La Freccia che
The title The arrow that strikes the target flies forever refers to two videos – one of which is a loop – both based on a sculpture of the same title[read more=”Read More”less=”Read Less”] by Ferruccio Ascari from 2007, made of four pieces of white terracotta.
La Freccia che Colpisce il Bersaglio Vola per Sempre, 2’22”, 2016 (teaser 0’34”)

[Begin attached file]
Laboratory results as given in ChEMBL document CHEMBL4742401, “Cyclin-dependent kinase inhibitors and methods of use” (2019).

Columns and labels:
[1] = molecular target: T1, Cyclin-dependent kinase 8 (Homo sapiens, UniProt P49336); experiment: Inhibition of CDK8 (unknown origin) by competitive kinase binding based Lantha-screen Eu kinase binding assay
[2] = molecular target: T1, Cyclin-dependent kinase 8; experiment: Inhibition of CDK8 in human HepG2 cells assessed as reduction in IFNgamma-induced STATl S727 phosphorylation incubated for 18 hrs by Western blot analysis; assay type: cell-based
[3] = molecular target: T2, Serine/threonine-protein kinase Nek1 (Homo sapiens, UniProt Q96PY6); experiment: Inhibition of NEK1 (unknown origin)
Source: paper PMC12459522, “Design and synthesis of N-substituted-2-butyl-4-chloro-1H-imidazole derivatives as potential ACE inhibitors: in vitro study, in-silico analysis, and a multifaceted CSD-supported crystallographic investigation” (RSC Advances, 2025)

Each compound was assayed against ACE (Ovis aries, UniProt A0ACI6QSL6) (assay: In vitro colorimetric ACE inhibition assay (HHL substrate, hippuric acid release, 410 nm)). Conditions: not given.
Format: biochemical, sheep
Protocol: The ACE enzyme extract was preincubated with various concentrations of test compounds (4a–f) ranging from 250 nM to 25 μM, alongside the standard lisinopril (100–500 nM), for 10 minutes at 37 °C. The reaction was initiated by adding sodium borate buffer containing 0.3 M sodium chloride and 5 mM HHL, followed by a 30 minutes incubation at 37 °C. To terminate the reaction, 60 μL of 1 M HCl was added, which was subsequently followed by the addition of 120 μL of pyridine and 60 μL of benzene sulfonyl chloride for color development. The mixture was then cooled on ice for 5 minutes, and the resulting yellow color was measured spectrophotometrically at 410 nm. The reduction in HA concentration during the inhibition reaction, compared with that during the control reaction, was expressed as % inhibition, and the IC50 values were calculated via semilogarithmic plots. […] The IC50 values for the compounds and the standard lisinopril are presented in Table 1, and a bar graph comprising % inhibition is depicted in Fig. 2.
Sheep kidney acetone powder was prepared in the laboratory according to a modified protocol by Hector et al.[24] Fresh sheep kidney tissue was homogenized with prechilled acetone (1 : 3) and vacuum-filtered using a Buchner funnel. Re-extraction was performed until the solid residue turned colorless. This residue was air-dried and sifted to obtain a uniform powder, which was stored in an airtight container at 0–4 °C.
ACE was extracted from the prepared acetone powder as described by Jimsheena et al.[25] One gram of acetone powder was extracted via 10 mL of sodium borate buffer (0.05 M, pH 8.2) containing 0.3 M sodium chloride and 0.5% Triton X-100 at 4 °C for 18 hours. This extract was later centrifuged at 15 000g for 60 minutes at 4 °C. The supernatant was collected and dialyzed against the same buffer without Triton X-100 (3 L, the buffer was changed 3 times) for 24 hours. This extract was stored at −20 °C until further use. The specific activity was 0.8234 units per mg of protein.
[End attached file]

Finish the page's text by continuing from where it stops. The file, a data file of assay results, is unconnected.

Memoriale Volubile , the 1st chapter of Restless Matter, takes its cue from an installation made by Ferruccio Ascari, in its first version in 2009 at Darmstadt, for a solo show at Museum Schloss Lichtenberg.[read more=”Read More”less=”Read Less”]The work, in keeping with the characteristic process of the artist, was later developed in a series of variations in relation to the various places where it was shown. Its constituent parts, as happens in this video, are subject to continuous transmutation: they are light, disturbing object/sculptures in which relationships are established, without reconciliation, between transparency and opacity, beauty and ruin; forms that conserve a link to the organic world but also seem to belong to some alien realm. The title – Memoriale Volubile (Fickle Memorial) – sheds light on the work’s genesis: the horror of the series of environmental disasters that have marked our time and the desire to keep their memory alive by combatting forgetfulness, inurement to disaster. The title, as the artist explains, is a “combination of two words with opposing meanings: ‘memorial’ which pertains to recollection or the prompting of memory, and ‘fickle’ which instead points to distraction, forgetfulness […] A formula that wavers between an impossible marriage of opposites and their inextricable conflict.” The soundtrack, an important part of this stop motion video, is taken from Vibractions, a sound installation by Ferruccio Ascari from 1978.[/read]